Are Girl Scout Cookies Evil?

Girl Guide CookiesIs nothing sacred? What could be more pure and innocent and hard-to-object-to than delicious bite-sized cookies sold, door-to-door, by happy-faced young girls trying to raise money to support a wonderful not-for-profit organization?

Well, apparently nothing is safe from criticism. Girl Guide cookies, as it turns out, are under attack for being made with palm oil, a tropical oil the production of which has been blamed for deforestation and for endangering the habitat of orangutans. Girl Scout cookies, in their current form, are apparently evil.


Here’s the story as reported by Tara Kelly, blogging for Time: Do Girl Scout Cookies Harm the Environment? Renegade Scouts Fight Against Palm Oil Ingredient

…now two renegade girl scouts are lobbying the Girl Scouts of America to remove the ingredient from the cookies.
Rhiannon Tomtishen and Madison Vorva, who are high school sophomores, stopped selling Girl Scout cookies in 2007 after they began working on a public service project to bring attention to the plight of endangered orangutans in Borneo. To ramp up their efforts, Rhiannon Tomtishen and Madison Vorva, natives of Ann Arbor, Michigan, have teamed up with Rainforest Action Network (RAN) to make the change a reality….

OK, OK. So I’ve long realized that Girl Scout Cookies (a.k.a. “Girl Guide Cookies,” here in Canada) are evil, but only in roughly the same way that any addict realizes that the object of his desire is evil. Every year I buy quite a few boxes of GG Cookies (the mint wafer kind, thank you very much) and hoard them, hiding them from family and friends, to enjoy them one-by-delicious-one.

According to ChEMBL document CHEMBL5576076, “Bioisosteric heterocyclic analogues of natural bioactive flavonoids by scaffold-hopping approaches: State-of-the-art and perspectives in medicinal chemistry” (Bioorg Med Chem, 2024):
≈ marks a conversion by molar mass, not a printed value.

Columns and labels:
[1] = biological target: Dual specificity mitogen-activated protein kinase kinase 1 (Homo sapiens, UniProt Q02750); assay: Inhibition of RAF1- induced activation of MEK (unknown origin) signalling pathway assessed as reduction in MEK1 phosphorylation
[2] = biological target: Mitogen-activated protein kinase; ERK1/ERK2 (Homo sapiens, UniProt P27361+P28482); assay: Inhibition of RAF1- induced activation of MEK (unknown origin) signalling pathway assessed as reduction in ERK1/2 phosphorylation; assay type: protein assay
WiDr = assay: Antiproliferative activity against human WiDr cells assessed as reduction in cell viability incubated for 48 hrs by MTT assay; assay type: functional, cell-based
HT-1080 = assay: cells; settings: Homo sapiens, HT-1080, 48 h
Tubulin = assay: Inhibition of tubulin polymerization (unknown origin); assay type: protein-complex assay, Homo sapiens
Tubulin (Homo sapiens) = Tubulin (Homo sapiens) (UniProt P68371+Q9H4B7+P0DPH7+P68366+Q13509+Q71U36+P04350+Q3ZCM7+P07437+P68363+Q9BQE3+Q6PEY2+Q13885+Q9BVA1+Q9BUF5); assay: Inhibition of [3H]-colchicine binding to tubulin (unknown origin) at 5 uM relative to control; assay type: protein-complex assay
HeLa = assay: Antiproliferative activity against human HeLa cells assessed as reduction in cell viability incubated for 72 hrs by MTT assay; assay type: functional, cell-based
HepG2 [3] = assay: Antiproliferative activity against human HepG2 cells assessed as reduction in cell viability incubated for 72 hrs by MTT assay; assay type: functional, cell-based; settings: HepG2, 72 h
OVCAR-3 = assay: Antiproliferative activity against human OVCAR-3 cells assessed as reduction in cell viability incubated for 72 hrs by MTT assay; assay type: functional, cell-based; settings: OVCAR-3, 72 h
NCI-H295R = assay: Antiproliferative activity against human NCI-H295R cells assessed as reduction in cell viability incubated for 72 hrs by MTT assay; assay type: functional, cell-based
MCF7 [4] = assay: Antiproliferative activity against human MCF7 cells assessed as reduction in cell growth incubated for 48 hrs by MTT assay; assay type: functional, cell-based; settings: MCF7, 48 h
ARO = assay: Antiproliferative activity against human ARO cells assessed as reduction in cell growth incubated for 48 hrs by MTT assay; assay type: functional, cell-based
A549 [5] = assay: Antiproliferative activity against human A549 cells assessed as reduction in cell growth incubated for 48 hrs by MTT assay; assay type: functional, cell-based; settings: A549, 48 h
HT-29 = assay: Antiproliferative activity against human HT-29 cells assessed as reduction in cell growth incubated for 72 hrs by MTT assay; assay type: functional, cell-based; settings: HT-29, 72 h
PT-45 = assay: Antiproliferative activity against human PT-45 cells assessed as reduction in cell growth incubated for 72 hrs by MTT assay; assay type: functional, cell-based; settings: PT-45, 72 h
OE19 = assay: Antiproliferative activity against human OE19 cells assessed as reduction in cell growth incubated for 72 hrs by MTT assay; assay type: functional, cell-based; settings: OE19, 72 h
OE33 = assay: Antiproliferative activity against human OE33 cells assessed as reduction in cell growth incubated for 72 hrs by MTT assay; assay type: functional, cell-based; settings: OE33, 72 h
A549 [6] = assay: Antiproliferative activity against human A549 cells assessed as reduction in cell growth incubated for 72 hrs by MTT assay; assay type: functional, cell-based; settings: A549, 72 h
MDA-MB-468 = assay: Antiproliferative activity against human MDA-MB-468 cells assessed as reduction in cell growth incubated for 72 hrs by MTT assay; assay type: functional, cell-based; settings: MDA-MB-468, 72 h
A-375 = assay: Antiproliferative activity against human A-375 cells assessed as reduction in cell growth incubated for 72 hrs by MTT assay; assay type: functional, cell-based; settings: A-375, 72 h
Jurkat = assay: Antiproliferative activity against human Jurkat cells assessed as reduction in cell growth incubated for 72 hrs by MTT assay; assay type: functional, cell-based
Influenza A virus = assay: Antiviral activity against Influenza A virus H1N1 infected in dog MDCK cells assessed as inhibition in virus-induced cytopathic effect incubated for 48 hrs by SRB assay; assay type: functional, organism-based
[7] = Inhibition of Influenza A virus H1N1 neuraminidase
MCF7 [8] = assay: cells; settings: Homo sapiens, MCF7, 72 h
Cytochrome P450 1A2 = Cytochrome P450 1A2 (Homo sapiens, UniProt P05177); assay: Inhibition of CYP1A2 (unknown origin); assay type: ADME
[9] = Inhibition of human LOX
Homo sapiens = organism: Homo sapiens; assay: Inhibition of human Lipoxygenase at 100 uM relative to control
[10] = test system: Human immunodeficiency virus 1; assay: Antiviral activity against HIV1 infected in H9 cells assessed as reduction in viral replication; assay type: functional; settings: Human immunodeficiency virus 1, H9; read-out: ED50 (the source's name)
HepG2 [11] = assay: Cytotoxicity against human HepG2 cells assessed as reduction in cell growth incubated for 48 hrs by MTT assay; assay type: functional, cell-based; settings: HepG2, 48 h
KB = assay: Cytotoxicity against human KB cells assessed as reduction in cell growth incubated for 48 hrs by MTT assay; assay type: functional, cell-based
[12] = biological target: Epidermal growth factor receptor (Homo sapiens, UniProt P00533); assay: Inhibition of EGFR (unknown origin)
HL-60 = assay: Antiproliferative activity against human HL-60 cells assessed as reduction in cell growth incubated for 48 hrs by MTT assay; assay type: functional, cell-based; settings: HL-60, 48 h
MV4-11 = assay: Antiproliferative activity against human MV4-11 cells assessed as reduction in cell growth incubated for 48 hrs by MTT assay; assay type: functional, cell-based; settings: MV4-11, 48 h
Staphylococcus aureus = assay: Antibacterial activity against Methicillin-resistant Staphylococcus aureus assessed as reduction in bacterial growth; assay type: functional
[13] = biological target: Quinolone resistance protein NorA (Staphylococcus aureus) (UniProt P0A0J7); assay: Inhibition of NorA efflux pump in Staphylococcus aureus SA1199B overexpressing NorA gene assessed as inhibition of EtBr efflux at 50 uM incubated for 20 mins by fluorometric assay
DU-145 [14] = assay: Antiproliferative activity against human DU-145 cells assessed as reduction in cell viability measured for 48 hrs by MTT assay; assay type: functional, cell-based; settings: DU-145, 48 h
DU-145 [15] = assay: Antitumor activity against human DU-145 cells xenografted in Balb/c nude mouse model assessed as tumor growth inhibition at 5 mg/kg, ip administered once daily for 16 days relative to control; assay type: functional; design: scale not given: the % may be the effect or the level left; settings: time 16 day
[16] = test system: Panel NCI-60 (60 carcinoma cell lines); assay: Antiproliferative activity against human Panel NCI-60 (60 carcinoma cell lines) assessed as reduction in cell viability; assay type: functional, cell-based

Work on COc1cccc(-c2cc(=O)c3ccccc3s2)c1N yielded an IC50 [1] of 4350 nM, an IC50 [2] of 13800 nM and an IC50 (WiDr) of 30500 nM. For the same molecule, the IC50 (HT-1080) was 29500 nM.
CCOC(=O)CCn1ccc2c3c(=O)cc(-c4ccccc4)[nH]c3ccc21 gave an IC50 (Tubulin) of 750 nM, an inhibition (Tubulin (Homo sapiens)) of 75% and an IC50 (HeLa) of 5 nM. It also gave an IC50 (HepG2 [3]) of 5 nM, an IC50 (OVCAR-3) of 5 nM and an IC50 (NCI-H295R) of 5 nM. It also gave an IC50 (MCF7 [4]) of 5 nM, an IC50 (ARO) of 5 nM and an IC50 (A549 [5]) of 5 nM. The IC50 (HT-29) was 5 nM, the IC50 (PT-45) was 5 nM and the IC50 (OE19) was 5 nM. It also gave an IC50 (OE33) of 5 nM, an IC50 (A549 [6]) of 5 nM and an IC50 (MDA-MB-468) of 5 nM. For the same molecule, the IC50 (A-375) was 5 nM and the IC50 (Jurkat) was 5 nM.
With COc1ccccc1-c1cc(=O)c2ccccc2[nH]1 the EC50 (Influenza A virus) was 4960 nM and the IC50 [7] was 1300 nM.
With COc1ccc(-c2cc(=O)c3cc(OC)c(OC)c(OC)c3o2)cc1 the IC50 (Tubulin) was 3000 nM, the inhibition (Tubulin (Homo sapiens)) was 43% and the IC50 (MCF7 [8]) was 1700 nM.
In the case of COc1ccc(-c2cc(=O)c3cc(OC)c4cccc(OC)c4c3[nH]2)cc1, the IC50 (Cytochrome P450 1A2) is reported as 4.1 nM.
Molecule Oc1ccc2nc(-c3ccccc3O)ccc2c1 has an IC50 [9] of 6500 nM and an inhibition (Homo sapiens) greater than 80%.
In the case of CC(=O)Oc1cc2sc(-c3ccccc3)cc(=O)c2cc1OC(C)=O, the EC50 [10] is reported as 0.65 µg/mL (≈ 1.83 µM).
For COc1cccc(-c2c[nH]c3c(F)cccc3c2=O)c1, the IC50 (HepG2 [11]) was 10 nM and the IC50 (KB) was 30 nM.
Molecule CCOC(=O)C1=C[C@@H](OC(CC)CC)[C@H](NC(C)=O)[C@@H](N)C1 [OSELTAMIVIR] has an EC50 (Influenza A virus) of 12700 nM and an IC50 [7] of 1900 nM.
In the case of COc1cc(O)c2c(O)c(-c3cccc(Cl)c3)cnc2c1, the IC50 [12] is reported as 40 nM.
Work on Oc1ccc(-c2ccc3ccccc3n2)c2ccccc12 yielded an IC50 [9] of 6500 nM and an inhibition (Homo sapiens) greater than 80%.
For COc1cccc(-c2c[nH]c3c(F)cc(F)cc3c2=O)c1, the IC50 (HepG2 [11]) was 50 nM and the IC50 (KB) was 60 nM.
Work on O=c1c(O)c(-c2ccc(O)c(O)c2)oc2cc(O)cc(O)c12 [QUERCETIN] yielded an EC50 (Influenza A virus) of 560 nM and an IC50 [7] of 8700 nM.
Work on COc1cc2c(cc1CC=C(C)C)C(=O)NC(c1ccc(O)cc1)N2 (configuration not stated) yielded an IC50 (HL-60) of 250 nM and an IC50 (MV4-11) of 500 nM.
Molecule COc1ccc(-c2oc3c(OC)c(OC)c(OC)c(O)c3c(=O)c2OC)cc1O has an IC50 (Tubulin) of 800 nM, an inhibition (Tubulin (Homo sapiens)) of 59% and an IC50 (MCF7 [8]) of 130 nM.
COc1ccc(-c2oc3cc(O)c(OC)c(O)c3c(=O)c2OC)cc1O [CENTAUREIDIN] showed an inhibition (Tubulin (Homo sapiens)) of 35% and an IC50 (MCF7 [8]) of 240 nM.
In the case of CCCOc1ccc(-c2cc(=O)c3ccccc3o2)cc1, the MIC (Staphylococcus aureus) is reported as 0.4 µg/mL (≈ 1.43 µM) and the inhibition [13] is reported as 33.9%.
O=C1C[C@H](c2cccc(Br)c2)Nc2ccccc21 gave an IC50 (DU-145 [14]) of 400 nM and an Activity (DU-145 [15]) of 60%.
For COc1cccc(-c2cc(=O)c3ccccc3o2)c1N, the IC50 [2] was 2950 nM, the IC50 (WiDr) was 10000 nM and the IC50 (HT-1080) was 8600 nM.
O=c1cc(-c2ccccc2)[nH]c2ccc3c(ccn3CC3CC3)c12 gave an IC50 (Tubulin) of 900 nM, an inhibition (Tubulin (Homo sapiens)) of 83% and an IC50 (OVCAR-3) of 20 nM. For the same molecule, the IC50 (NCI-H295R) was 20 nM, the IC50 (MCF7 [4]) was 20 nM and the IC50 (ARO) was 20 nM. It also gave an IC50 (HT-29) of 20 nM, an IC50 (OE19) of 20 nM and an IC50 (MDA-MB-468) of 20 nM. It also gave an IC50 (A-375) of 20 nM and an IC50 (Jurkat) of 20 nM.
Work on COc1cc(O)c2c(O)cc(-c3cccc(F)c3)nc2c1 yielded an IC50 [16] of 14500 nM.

A few random thoughts about the ethical issues here:

1) This is a lovely example of why not-for-profit organizations fall squarely within the bailiwick of business ethics, even if they’re not “businesses” as that term is traditionally conceived. (According to Time, by the way, the Girl Scouts annually sell nearly three quarters of a billion dollars worth of their delicious baked goods.) I suspect that Kathy Cloninger, CEO of Girl Scouts USA, is finding out that even a not-for-profit cannot hide its head in the sand when faced with criticism of its supply chain.

2) Sometimes (but only sometimes) evil comes from trying to do good. Time notes the reason for the existence of palm oil in the cookies:

In 2006, the U.S. Food and Drug Administration began requiring unhealthy trans-fats to be listed on the Nutrition Facts labels on food products. Two official Girl Scouts bakers worked to make its cookies healthier in light of the changes, said Tomkins. “In order to rid cookies of trans-fats, you had to find another alternative.” That alternative is palm oil.

So, the cookies are less-environmentally-friendly because of efforts to make them better for your arteries. Is there a win-win alternative out there? Maybe, but that cannot be assumed. It may well be that some sort of tradeoff is going to be required. So, ask yourself: which do you care about more…your arteries or the orangutans? (“Pssst! You’ve got cookie crumbs on your tie!”)